" I study how urbanization and land use decisions impact how natural hazards are experienced in Vancouver, with mind to how we are impacted by multiple climate-related disasters at the same time"

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Natalie Chiang

January 15, 2024

Urban Studies master's student in the Faculty of Arts and Social Sciences

Tell us a little about yourself, including what inspires you to learn and continue in your chosen field

Hi, I am Natalie. I am a Community Planner, and a SFU Master of Urban Studies student.

I completed my B.ES Planning at the University of Waterloo, where I really took to urban design studio and utilizing design analysis to inform policy decisions. Assisting my professors, I was also keen to learn more about the gaps between the theories of sustainable neighbourhood design, and what is achieved through ‘best practices’ in design guidelines. Partial to travelling - even for school - I also saw how North American or global models of sustainable development may not be sustainable in other places, when applied out of context.

I seek a graduate degree to develop critical perspectives on my own planning career. I find comfort in indicators, metrics and plans. But, I also know these tools may be misused for other motives, misrepresentative of what is sustainable, and maladaptive (e.g., when an action is intended to be sustainable, but is unintentionally counterproductive).

In my spare time, I write novels. I write silly tales that are separate from urban planning, but I also write about what I wish the loudest voices in civic processes knew about marginalized members of the community (albeit in a more satirical and fantastical setting).

Why did you choose to come to SFU?

I chose Urban Studies at SFU because I was adamant about conducting industry-relevant research, and sought a program with a strong tradition of faculty and graduate students engaging with the city that it is located in.

I learned about the program from my professional network and former professors, who praised the quality of teaching and research supervision in Urban Studies. I made my decision based on some of the published theses of recent alumni, which represented the type of work that I wanted to produce at the end of my studies.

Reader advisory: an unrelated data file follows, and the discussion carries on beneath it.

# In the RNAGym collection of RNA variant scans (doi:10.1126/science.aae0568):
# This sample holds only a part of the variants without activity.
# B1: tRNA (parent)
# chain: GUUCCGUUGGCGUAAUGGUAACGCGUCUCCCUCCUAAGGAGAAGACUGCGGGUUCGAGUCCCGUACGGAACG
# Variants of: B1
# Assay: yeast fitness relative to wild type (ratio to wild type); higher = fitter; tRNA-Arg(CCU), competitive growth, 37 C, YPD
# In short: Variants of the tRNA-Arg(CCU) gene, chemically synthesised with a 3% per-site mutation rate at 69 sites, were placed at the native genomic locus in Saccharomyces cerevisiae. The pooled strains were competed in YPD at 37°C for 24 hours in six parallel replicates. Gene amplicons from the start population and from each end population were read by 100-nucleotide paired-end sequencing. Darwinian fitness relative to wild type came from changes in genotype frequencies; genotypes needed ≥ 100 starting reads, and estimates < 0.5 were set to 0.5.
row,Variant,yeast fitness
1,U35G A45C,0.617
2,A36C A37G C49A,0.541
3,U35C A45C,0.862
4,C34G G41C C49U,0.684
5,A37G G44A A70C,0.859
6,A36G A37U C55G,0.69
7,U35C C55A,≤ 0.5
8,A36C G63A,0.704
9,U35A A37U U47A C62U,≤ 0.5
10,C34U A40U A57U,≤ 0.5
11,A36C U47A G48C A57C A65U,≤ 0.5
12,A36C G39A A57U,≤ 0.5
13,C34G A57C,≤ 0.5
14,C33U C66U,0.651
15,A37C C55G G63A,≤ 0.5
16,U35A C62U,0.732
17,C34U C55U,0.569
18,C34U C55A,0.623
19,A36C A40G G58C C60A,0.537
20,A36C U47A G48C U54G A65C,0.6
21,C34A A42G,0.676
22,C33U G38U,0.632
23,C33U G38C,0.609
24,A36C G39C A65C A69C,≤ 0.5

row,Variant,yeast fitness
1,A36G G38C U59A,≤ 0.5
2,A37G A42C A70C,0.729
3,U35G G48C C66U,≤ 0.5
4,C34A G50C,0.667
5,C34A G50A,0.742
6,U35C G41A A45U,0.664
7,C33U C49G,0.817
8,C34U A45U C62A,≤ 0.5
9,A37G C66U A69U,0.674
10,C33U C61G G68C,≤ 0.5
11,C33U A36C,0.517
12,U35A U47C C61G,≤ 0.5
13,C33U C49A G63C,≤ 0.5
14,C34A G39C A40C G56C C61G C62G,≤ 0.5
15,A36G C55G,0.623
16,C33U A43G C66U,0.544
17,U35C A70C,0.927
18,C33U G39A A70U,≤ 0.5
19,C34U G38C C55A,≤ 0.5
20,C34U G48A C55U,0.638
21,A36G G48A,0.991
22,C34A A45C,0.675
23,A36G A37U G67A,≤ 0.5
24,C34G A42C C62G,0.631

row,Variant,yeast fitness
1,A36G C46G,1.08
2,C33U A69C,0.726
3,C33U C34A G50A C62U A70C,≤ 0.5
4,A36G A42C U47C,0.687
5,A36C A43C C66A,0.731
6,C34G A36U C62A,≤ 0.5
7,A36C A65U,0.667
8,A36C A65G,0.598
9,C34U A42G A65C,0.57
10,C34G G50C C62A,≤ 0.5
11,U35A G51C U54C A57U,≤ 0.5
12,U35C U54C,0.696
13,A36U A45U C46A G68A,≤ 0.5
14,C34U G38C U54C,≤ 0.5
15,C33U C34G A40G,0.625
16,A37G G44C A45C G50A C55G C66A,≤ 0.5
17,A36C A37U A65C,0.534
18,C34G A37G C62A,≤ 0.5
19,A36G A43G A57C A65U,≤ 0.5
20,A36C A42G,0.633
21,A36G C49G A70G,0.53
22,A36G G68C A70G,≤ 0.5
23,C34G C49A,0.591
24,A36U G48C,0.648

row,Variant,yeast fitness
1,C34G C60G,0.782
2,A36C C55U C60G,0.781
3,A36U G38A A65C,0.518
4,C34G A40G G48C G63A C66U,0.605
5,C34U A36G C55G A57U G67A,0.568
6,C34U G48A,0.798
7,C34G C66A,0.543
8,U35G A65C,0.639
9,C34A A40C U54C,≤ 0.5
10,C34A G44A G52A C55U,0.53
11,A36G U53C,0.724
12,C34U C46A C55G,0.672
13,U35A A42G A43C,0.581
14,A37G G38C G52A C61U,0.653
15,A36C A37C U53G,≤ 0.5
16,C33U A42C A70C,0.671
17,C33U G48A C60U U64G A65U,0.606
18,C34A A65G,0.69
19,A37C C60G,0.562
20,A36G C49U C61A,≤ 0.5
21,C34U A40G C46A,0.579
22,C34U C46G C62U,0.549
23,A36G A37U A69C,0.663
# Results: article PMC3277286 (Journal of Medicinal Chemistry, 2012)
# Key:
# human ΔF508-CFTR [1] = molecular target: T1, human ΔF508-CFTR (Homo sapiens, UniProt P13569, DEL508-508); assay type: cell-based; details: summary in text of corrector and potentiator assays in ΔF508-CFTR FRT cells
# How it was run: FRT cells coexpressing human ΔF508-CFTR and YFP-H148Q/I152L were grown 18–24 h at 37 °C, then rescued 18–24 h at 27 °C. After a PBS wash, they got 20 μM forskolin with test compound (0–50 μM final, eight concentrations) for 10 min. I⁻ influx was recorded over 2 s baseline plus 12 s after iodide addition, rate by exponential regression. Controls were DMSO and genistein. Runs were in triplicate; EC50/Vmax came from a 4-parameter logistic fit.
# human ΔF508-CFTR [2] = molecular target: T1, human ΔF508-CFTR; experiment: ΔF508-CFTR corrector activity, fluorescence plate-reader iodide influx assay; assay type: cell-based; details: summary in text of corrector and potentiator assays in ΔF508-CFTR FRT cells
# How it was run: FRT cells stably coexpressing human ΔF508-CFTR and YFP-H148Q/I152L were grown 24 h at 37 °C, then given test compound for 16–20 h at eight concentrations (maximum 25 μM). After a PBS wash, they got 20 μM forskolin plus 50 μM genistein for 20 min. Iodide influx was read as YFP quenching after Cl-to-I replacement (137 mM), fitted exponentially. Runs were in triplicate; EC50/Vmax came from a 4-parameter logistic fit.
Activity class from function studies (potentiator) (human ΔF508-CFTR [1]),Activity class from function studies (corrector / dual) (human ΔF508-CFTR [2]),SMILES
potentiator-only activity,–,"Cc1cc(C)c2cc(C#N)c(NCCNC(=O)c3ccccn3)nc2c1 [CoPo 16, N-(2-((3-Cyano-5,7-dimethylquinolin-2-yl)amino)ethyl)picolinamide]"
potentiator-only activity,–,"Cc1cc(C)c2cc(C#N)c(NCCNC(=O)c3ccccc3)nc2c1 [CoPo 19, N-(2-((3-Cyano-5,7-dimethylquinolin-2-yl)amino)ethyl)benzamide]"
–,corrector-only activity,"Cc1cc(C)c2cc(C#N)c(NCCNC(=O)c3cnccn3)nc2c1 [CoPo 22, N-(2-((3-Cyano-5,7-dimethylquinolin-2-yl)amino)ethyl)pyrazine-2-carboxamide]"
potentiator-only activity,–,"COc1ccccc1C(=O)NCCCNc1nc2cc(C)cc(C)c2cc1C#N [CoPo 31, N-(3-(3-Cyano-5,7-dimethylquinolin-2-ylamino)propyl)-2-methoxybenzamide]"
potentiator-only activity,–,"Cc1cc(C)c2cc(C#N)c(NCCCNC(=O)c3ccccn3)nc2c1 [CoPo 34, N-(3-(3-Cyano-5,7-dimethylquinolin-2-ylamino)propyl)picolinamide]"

How would you describe your research or your program to a family member?

I study how urbanization and land use decisions impact how natural hazards are experienced in Vancouver, with mind to how we are impacted by multiple climate-related disasters at the same time (e.g., heat waves and wildfire smoke).

I use my background in land use planning and urban design to examine whether design regulations for all the natural hazards that impact my study area agree with each other. In other words, would planning for one hazard be inadvertently counterproductive to planning for another?

I also examine whether design regulations for natural hazards (in combination and as a sum of their parts) agree with the overall vision of a sustainable neighbourhood that we are guided towards in the neighbourhood plan.

What three (3) keywords would you use to describe your research?

Sustainable Neighbourhood Design, Natural Hazards, Emergency Management

How have your courses, RA-ships, TA-ships, or non-academic school experiences contributed to your academic and/or professional development?

In Urban Studies, all courses are offered in a seminar format. Students are typically quarter-career to mid-career urban professionals, which add a valuable component of peer learning to the curriculum.

Leading discussions and engaging in complex subject area dialogue with knowledgable classmates and instructors is instrumental to building out a multidisciplinary understanding of urban issues and refining a critical lens of practice.

Have you been the recipient of any major or donor-funded awards? If so, please tell us which ones and a little about how the awards have impacted your studies and/or research

I fully funded my studies and covered a some of my basic living expenses through SSHRC CGS-M and a few terms of SFU Graduate Fellowships.

Major awards allowed me to negotiate a leave of absence with my employer, and financially support myself as I focused on my coursework during the first half of my degree.

Financial support and a program that is flexible to the needs of working professionals enabled me to pursue my degree without disrupting progress towards my other career certifications.


Contact Natalie:nkc8@sfu.ca